Drought reduces the growth and heath of tropical rainforest understory plants

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  • Drought reduces the growth and heath of tropical rainforest understory plants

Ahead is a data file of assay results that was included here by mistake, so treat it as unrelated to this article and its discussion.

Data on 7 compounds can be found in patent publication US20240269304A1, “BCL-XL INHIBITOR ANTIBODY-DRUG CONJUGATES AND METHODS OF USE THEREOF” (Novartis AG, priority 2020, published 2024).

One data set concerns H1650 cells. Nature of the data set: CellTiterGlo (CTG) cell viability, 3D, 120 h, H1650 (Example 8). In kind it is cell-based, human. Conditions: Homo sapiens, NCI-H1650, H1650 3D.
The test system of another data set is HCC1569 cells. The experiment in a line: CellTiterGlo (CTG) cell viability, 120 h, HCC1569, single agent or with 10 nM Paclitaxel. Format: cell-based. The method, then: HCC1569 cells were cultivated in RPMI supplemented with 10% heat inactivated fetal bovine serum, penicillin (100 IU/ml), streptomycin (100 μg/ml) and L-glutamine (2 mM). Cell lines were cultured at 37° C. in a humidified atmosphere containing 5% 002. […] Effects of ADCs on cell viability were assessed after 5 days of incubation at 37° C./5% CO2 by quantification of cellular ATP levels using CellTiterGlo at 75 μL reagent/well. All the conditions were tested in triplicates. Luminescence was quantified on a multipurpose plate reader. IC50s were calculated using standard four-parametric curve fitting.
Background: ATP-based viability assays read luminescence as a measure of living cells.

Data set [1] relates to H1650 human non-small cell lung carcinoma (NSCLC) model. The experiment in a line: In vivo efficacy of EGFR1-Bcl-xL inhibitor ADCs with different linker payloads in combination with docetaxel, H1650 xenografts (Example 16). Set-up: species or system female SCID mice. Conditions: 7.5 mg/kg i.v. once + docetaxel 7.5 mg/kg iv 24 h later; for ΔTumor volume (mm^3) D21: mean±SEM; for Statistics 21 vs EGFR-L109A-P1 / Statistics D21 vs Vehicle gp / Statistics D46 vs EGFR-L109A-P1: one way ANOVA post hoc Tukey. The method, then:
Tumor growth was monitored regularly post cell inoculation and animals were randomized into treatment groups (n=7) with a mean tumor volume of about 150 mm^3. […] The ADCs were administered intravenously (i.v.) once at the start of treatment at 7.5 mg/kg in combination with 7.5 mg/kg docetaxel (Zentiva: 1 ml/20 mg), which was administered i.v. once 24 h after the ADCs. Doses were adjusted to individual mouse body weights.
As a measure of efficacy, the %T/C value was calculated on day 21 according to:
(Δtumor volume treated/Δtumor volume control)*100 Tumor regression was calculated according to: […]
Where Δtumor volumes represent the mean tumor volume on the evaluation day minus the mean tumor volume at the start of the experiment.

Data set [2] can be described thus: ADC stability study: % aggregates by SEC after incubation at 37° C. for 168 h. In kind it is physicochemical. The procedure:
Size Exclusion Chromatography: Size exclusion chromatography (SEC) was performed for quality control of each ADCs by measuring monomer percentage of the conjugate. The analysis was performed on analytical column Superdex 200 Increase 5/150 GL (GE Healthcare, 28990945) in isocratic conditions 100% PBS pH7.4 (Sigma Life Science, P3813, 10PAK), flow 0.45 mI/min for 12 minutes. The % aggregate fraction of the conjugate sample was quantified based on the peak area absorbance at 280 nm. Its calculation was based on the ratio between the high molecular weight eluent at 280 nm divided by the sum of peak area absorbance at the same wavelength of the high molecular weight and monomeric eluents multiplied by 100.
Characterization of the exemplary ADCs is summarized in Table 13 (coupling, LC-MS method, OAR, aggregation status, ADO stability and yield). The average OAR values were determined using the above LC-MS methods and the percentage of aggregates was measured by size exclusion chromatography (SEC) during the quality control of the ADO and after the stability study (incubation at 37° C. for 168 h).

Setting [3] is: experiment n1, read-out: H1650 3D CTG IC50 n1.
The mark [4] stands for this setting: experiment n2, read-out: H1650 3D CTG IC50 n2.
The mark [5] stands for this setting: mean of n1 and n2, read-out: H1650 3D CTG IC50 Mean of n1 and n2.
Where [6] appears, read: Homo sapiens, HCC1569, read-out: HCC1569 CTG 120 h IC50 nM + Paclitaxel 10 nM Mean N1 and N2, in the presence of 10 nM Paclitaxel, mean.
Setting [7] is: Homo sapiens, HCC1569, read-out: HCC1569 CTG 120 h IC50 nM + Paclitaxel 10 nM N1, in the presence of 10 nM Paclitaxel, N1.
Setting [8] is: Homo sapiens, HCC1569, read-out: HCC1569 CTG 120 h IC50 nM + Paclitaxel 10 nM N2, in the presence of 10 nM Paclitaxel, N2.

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1 Drought reduces the growth and health of tropical rainforest understory plants DAVID Y P TNG1,3,*, DEBORAH M G APGAUA1,3, CLAUDIA P PAZ2, RAYMOND W DEMPSEY3, LUCAS A CERNUSAK3, MICHAEL J LIDDELL3, SUSAN G W LAURANCE3 1Centre Australia 2Department Rio Claro, SP 13506-900, Brazil for Rainforest Studies, School for Field Studies, Yungaburra, Queensland 4872, of Ecology, Institute of Biosciences, São Paulo State University, Av 24A 1515, 10 3Centre 11 Engineering, James Cook University, 14-88 McGregor Rd, Smithfield Qld 4878, Australia 12 *Corresponding author 13 Address: 2710 Gillies Highway, Yungaburra, QLD 4872, Australia 14 email: dtng@fieldstudies.org for Tropical, Environmental and Sustainability Sciences, College of Science and 15 16 17 18 19 Electronic copy available at: https://ssrn.com/abstract=3974730 20 Abstract 21 Tree saplings and shrubs are frequently overlooked components of tropical rainforest 22 biodiversity, and it may be hypothesized that their small stature and shallow root systems 23 predisposes them to be vulnerable to drought However, these purported influences of 24 drought on growth, physiological performance and plant traits have yet to be studied in 25 simulated drought conditions in the field We simulated drought using a rainfall exclusion 26 experiment in 0.4 of lowland tropical rainforest in northeast Australia in 2015 After six 27 months, we compared the average change in aboveground biomass and plant health of 28 drought-affected tree saplings and understory shrubs with control individuals We also 29 assessed photosynthetic function, plant health and leaf traits in eight target species Both tree 30 saplings and shrubs had significantly lower aboveground biomass in the drought treatment 31 compared to the control Drought-affected individuals of target species exhibited a 32 significantly higher incidence of disease and insect attack, reduced photosynthesis, and a 33 range of leaf trait changes compared to control individuals We conclude that reduced growth 34 and photosynthetic capability, an increased susceptibility to insect attack, and leaf trait 35 changes constitute a near immediate drought response in tropical rainforest tree saplings and 36 shrubs Our results show that these often-overlooked components of tropical rainforest 37 biodiversity are likely to be the most rapidly and negatively impacted component of the plant 38 community in drought conditions 39 Keywords: drought, leaf economic spectrum, plant functional traits, tropical plant life forms, 40 tropical rainforest, throughfall exclusion 41 42 43 Introduction An understanding of how plants respond to drought is an important cornerstone in the 44 study of how plants deal with environmental stresses and has real-world implications in 45 agricultural and ecological systems While the effects of drought on plants are relatively well 46 characterized in laboratory conditions and in particular for crop plants in agricultural settings 47 (Valladares & Pearcy 1997; Apgaua et al 2019), investigation of plant performance under 48 field conditions is fragmentary (Martínez-Ferri et al 2000; Schuldt et al 2011; Meir et al 49 2015a; Binks et al 2016; Tng et al 2018) Also complicating such studies is the fact that 50 plant response to multiple stresses (e.g drought, excessive light, heat, etc.) are usually not 51 predictable from single-factor studies (Valladares & Pearcy 1997; Corlett 2011, Rowland et 52 al 2015a) Electronic copy available at: https://ssrn.com/abstract=3974730 53 Reductions in growth and widespread plant mortality are among the most worrisome 54 consequence of drought (Allen et al 2010: Liu et al 2015) However, susceptibility to 55 drought can vary across and within species, and moreover, drought-induced mortality is 56 thought to result from one or a combination of three processes: hydraulic failure, gradual 57 carbon starvation and/or invertebrate or pathogen attack (Adams et al 2017; Gely et al 58 2020) The relative contribution of these processes to mortality under drought conditions, 59 however, is poorly understood (McDowell et al 2008, 2013) For instance, droughts may 60 promote natural enemy attacks in water-stressed plants by reducing hosts’ natural chemical 61 defences and elevating nitrogen, sugars and secondary metabolites in foliage (Mattson et al 62 1987; Larsson 1989; Koricheva et al 1998) The level of damage to plants from these enemy 63 attacks appears to depend on the type of feeding substrate for insects and fungi, and the level 64 of water stress severity Jactel (2012) found taxa that attack both healthy and stressed plants 65 caused significantly more damage to foliage than wood in water-stressed trees irrespective of 66 drought severity 67 Plant responses to drought are often measured in terms of physiological performance 68 (Rennenberg et al 2006) Traits such as photosynthesis and stomatal conductance are 69 routinely measured when studying the effects of water deficit on plants, and most studies 70 show a decrease in these measures when plants are exposed to drought (Rennenberg et al 71 2006; Apgaua et al 2019) However, functional trait-based approaches to tracking plant 72 response to drought can also be helpful, providing another aspect to the story Leaf and wood 73 traits such leaf mass per unit area, leaf dry matter content, and wood density are important 74 components of the economic spectra in plants (Wright et al 2004; Chave et al 2009) While 75 plant functional traits are often used in ecosystem-scale studies as predictors of the 76 vulnerability or performance of plants when exposed to environmental stressors (Greenwood 77 et al 2017), it is also instructive to examine how these traits respond to environmental 78 changes, particularly when the question relates to responses of individual species (Bjorkman 79 et al 2018; Yue et al 2019; Tng et al 2018) For instance, it may be hypothesized that plants 80 exposed to drought will exhibit a decrease in leaf traits such as leaf fresh weight, leaf fresh 81 weight to dry weight ratios, leaf toughness and leaf mass per unit area, due to changes in leaf 82 cell turgor pressure and nutrient changes (Chen et al 2015; Delzon 2015) In turn, these leaf 83 functional trait changes may serve as the mechanism that leads to lower physiological 84 performance and vulnerability to natural enemies Quantifying the link between plant 85 functional traits and the environment is therefore important for understanding the potential 86 impacts of climate change on plant communities Electronic copy available at: https://ssrn.com/abstract=3974730 87 Most field studies examining the effects of droughts in tropical rainforest have 88 focused on mature trees (Meir et al 2015a; Schuldt et al 2011) However, tree saplings and 89 understory shrubs can play important roles in maintaining rainforest diversity and vegetation 90 dynamics (Royo & Carson 2006), and their responses to drought therefore deserve closer 91 examination Tree saplings, whilst regarded as being more susceptible than mature trees to 92 the negative impacts of drought (Niinemets 2010), have rarely been studied under 93 experimental field conditions Likewise, there are also few studies on how drought affects 94 smaller plant lifeforms such as understory shrubs (Condit et al 1995) 95 Rainfall exclusion or throughfall infrastructures represent a robust way to 96 experimentally induce a drought on a forest stand to investigate plant responses in situ (Meir 97 et al 2015b; Rowland et al 2015b) However, due to the sheer scale of such endeavours, 98 there have only been four tropical rainforest throughfall exclusion infrastructures established 99 to date: two in eastern Amazon, both each one in size (Nepstad et al 2007; da Costa et al 100 2010); one in Sulawesi (Schuldt et al 2011); and, one in tropical Australia (the Daintree 101 Drought Experiment: Laurance 2015; this paper) The establishment of the Daintree Drought 102 Experiment in tropical Australia provided us with an opportunity to examine the effects of a 103 short-term drought (six months) on tropical rainforest tree saplings and shrubs We 104 hypothesized that relative to non-droughted control plants, drought affected tree saplings and 105 shrubs would exhibit decreases in aboveground biomass, physiological performance 106 measures such as photosynthesis and stomatal conductance, and leaf traits (discussed earlier) 107 We also hypothesized that droughted plants would be subjected to higher levels of leaf 108 herbivory, insect attack and diseases 109 110 Methods 111 112 2.1 Study site 113 114 Our study site is located at the Daintree Rainforest Observatory (16°06′20′′S 115 145°26′40′′E, 50 m a.s.l.; Tng et al., 2016; Fig 1a) in a lowland rainforest adjacent to the 116 Daintree National Park in Cape Tribulation, north-eastern Australia The Daintree research 117 site commenced in 1998 with the installation of an industrial crane (Liebherr 91C) and the 118 establishment of a -ha census plot The site experiences a tropical climate, with mean 119 temperatures of 24.4oC and a relatively high annual average rainfall of 4900 mm annum-1 120 (Bureau of Meteorology, 2015) The rainfall is highly seasonal with 66% falling between Electronic copy available at: https://ssrn.com/abstract=3974730 121 January and April, the wet season The forest type at the site has a complex vertical profile, 122 with canopy heights ranging from 24 to 33m (Liddell et al., 2007), and a wide variety of plant 123 lifeforms (Tracey, 1982) Soils are developed over metamorphic and granitic colluvium and 124 are of relatively high fertility (Bass et al., 2011) 125 126 127 Fig Study location (a) in the Daintree Rainforest Observatory, north Queensland, Australia 128 and (b) schematic, (c) top-down view with the throughfall exclusion panels visible under the 129 tree canopy, and (d) cross-section of the throughfall exclusion experimental setup, showing 130 the arrangement of panels and the gutters used respectively to intercept and channel rainfall 131 away 132 133 134 2.2 The Daintree throughfall exclusion experiment 135 136 137 A throughfall infrastructure to exclude rainfall was implemented in May 2015 in two rectangular 0.2 -ha patches within the 1-ha crane plot, with the remaining 0.6 of the plot Electronic copy available at: https://ssrn.com/abstract=3974730 138 serving as a control experimental patch (Fig 1b; Laurance 2015) The rainfall exclusion 139 infrastructure consists of two 50 x 40 m clear-panel roofing structures which capture and 140 remove water from the 0.4 -ha (Fig 1c) The roofing panels are installed in between rows of 141 raised aluminium sheet gutters used to funnel rainwater away The panels taper at a height of 142 c 2.8m (Fig 1d), and therefore completely cover all trees sapling, shrub and herb lifeforms 143 under that height Where needed, slits were made in the roofing panel to accommodate all 144 stems above 2.8m height, such that their crowns are allowed to emerge through the roofing 145 panels 146 147 2.3 Understory microclimate and soil moisture 148 The presence of roofing structures might lead to modifications in microclimate that 149 150 need to be addressed To this we recorded microclimate data from the drought and control 151 patches using a portable custom-made manifold This manifold consisted of a pyranometer 152 (Apogee SP-215-L) which measures solar radiation flux density, a temperature and relative 153 humidity probe (Model CS215, CMOSens®), and a datalogger (CR200X, Campbell 154 Scientific®) mounted on a pole and affixed to a tripod at a height of 1.7m We set the 155 datalogger to log light intensity (W/m2), relative humidity (%) and temperate (˚C) 156 measurements every minute for 15 minutes from 36 random spots (18 random spots each in 157 the control- and drought-treatment sectors), resulting in 15 data points for each variable per 158 spot Because we were limited by having only one manifold, we collected microclimatic data 159 between 1000hrs to 1500hrs over two days in November 2015, alternating between control- 160 and drought-treatment sectors after making measurements at any given spot This enabled us 161 to randomize locations during the period of measurements We obtained volumetric soil water content from soil moisture censors installed at eight 162 163 soil pits stratified across both control and drought treatments (four pits each) Within each 164 soil pit, volumetric soil water content (cm3 cm-3) was measured continuously using time 165 domain reflectometry (TDR) probes (CS616, Campbell Scientific, UK) installed to log soil 166 moisture at four soil depths: 10, 50, 100, and 150 cm 167 168 2.4 Plant growth responses 169 170 171 To obtain an assessment of overall growth or mortality since the throughfall infrastructure was implemented, we used nine established 10 m x m rectangular subplots to Electronic copy available at: https://ssrn.com/abstract=3974730 172 conduct demographic assessments of saplings and shrubs, six of which are now within the 173 drought treatment areas of the 1-ha plot and three in the control The subplots were 174 established in May 2015 where every tree sapling (individuals >1cm diameter at a stem 175 height of 1.3 m height) and shrub (individuals >0.4 cm diameter at a stem height of cm) 176 was tagged, identified, and measured with a calliper at those respective stem heights (Tng et 177 al 2016) To ensure the accuracy of subsequent measurements, we used white liquid paper 178 ink to mark the point of measurement on the shrub of sapling individual The subplots were 179 marked out and established whilst the foundations of the throughfall-exclusion infrastructure 180 were being installed, so an effort was made to ensure that subplots established in the areas to 181 be droughted were situated in-between and parallel to the rows of gutters (inter-gutter width 182 of five meters) During the installation of the trough-drainage system of the throughfall- 183 exclusion infrastructure, a number of tree saplings and shrub stems had to be trimmed but this 184 damage was limited mostly to narrow strips of area just beneath the aluminium gutters and 185 did not impact plants within our subplots However, there was a difference in density 186 distribution of saplings and shrubs (excluding palms and tree stems with crowns above the 187 panels) within the 1-ha plot due to natural variability Therefore, the three control and six 188 drought treatment subplots respectively had 29 and 22 sapling species (37 spp total) and 189 and shrub species (9 spp total) These species were comprised of 90 and 81 sapling and 65 190 and 60 shrub individuals within the control and drought treatment subplots respectively 191 (Supplementary Material Table S2) 192 We distinguished between tree and shrub life-form for the species within our subplots 193 based on their well-documented life history (Hyland et al 2010) and demographic data from 194 the 1-ha long term monitoring plot (Tng et al 2016) The tree sapling and shrubs we censused 195 within the subplots were restricted to individuals within the 0.5-2.5 m height class, which 196 ensured that each individual had their crown wholly under the rainfall-exclusion panels This 197 also circumvented any bias due to possible irrigation, albeit minimal, that might occur from 198 stem flow in individuals with crowns emerging out above through slits in the panels The 199 same 2.5 m height limit was applied for the target species on which we made trait 200 measurements (see later) 201 In November 2015, six months after our initial census, we re-censused and re- 202 measured the stem diameter and heights of the tree saplings and shrubs within the nine 203 subplots, and also visually estimated plant health (see later) on all individuals Initially, we 204 had intended to re-census the sapling and shrub growth after an additional six months (in 205 May 2016) but during a field assessment 11 months into the experiment in April 2016, the Electronic copy available at: https://ssrn.com/abstract=3974730 206 rainfall exclusion panels had begun to develop a layer of algal growth which conspicuously 207 reduced the light conditions under the panels and would therefore confound further growth 208 analyses 209 210 2.5 Plant health and physiological performance 211 212 For a more targeted within species examination of plant responses to drought, we used 213 a number of non-destructive methods to parameterize drought responses, following 214 Niinemets (2010) These included: (i) quantitative visual estimates of plant health (herbivory, 215 disease symptoms and presence of insect pests); (ii) physiological performance measures, 216 and; (iii) leaf traits 217 We selected eight target species of common tree saplings and shrubs for which we 218 could locate replicates with ease within the overall 0.4 and 0.6 drought and control patches 219 respectively Our target species consist of the saplings of five species of mature-phase trees, 220 Argyrodendron peralatum (Malvaceae), Cleistanthus myrianthus (Phyllanthaceae), 221 Endiandra microneura (Lauraceae), Myristica globosa subsp muelleri (Myristicaceae), 222 Rockinghamia angustifolia (Euphorbiaceae); and three shrubs, Amaracarpus nematopodus, 223 Atractocarpus hirtus (Rubiaceae) and Haplostichanthus ramiflorus (Annonaceae) (Table 1) 224 For brevity, we henceforth use only genus names when referring to these species 225 Although these targeted species occurred within the nine subplots, we sampled 226 individuals outside the subplots for leaf traits to minimize impacts to the long-term 227 monitoring setup that may result from collecting leaf material for functional trait analysis 228 Pertinently also, some of the target shrub species occurred only sparingly within the subplots 229 and so for this targeted species analysis it was expedient for us to sample outside of the 230 subplots to obtain sufficient replication (n = 5-12 individuals per species within each 231 treatment) of these species to provide reliable trait estimates 232 Plant health was visually estimated on replicate plants of each target species both 233 within and outside the subplots in terms of the overall percentage of the leaves on each 234 individual plant with signs of herbivory, disease, and insect attack by at least two observers 235 (Table 1) Herbivory was defined as obvious holes or areas of the leaves that had been 236 predated on; disease as observable patches of yellow, white or dark discolouration, or 237 necrosis on leaves, and; insect attack as the presence of sap sucking insects such as 238 mealybugs or scale insects on leaves and/or shoots Both top and bottom leaf surfaces were 239 inspected for symptoms of disease and presence of sap-sucking insects Electronic copy available at: https://ssrn.com/abstract=3974730 240 Table Species of targeted tree saplings and shrubs sampled in the control and drought 241 treatment for disease symptoms, herbivory, and insect attack after six months of drought 242 treatment in a throughfall exclusion experiment at the Daintree Rainforest Observatory, Cape 243 Tribulation, Australia Species Family Control (n) Drought (n) Malvaceae Cleistanthus myrianthus Kurz Phyllanthaceae 19 26 Endiandra microneura C.T.White Lauraceae 15 Myristica globosa subsp muelleri Myristicaceae Euphorbiaceae 10 13 Rubiaceae Rubiaceae 20 12 Annonaceae 47 45 Tree saplings Argyrodendron peralatum (F.M.Bailey) Edlin ex J.H.Boas (Warb.) W.J.de Wilde Rockinghamia angustifolia (Benth.) Airy Shaw Shrubs Amaracarpus nematopodus (F.Muell.) P.I.Forst Atractocarpus hirtus (F.Muell.) Puttock Haplostichanthus ramiflorus Jessup 244 For plant physiological performance indicators, we used leaf photosynthetic rate (A: 245 246 µmol CO2 m-2 s-1) and stomatal conductance (gs: mol H2O m-2 s-1), which we measured 247 between 1000hrs to 1500hrs using a LI-6400 Portable Photosynthesis System (LI-COR, 248 Lincoln, Nebraska, USA) For this purpose, we took point measurements on one fully 249 expanded leaf per individual for five replicate individuals of each of the targeted species 250 within the control and drought treatments Photosynthesis and stomatal conductance 251 measurements were conducted in November 2015 252 253 2.6 Leaf functional traits 254 255 256 To obtain a measure of leaf functional trait responses, we sampled 5-12 leaf replicates per species from each treatment following a standard protocol (Pérez-Harguindeguy et al Electronic copy available at: https://ssrn.com/abstract=3974730 257 2013) Leaf fresh mass (g), dry mass (g), fresh mass: dry mass ratio (g g-1), leaf mass per unit 258 area (LMA: g cm-2) were measured from 20 leaf discs per individual collected with a 0.6mm 259 hole punch Leaf toughness was measured using a penetrometer to determine the amount of 260 force (in grams: g) needed to penetrate the leaf lamina when applied to three random spots on 261 the leaf, avoiding visible secondary and tertiary veins We deviated from the standard 262 protocol of measuring leaf fresh mass: dry mass ratio by measuring the leaf fresh weights 263 immediately after collection and without rehydration as we wanted to obtain a more realistic 264 measure of leaf hydration status of samples under field conditions 265 266 2.7 Data analysis 267 268 To summarize the microclimate data, we averaged the 15 data points at each spot for 269 solar irradiance flux density, relative humidity and temperature, and calculated the means of 270 these variables for the control- and drought-treatment plots Because the experiment was 271 designed for analysis as a pairwise comparison between the control- and drought-treatments, 272 we compared the means of all the microclimate variables using one-tailed t-tests (α = 0.05) 273 We examined soil volumetric water content differences between drought and control areas 274 using a linear mixed effects model using the package lmerTest with the daily estimates of soil 275 volumetric water content considered repeated measures and accounted for as a random factor 276 We then run an analysis of variance on the lmer model to obtain F and P values for the 277 contrasts and their interactions The least square means for the model are presented in 278 Supplementary Material Table S1 For visualization purposes, data were averaged for each 279 depth at each pit over a six-month period from 1/5/2015 280 For the analysis of the growth data, we pooled the individuals from subplots within 281 each treatment, and analyzed the sapling and shrub dataset separately To parameterize the 282 growth response of the saplings and shrubs, we first calculated the aboveground biomass 283 (AGB, kg) of each individual sapling or shrub for each census using stem diameters (D: cm), 284 plant height (H: cm) and wood density (WD: kg) following an equation by Chave et al 285 (2014), where: AGB = 0.0673 x (D2 x H x WD)0.976 The choice of Chaves equation was 286 based on the widespread use of this equation in rainforest tree biomass estimates and the lack 287 of any parametric equation for tropical rainforest saplings/shrubs Where individual plants 288 were represented by multiple stems, the AGB for each stem was calculated and then summed 289 to obtain the AGB for the individual Wood density values for most of the species in our 290 subplots were obtained from Apgaua et al (2015, 2017) and supplemented with our 10 Electronic copy available at: https://ssrn.com/abstract=3974730 399 400 Fig Indicators of plant health in targeted rainforest tree saplings and shrubs in a 401 throughfall exclusion experiment at the Daintree Rainforest Observatory, Cape Tribulation, 402 Australia Drought-treatment individuals of the subcanopy trees (a) Myristica globosa 403 (Myristicaceae) exhibited an outbreak of Pseudococcidae sap-feeding mealy bugs (white 404 spots on leaf undersurface) and evidence of herbivory, and foliar disease symptoms of 405 chlorosis and necrotic patches manifested in (b) Rockinghamia angustifolia (Euphorbiaceae) 17 Electronic copy available at: https://ssrn.com/abstract=3974730 406 Barplots show control- versus drought-treatment comparisons within species for visual 407 percentage estimates of leaves showing (c) the incidence of sap-sucking insects, (d) presence 408 of disease symptoms, and; (e) herbivory Asterisks and letters in parentheses above bars 409 represent significant differences in the means of the measures between individuals in the 410 control and drought treatments (n = 5–42 individuals treatment-1) (p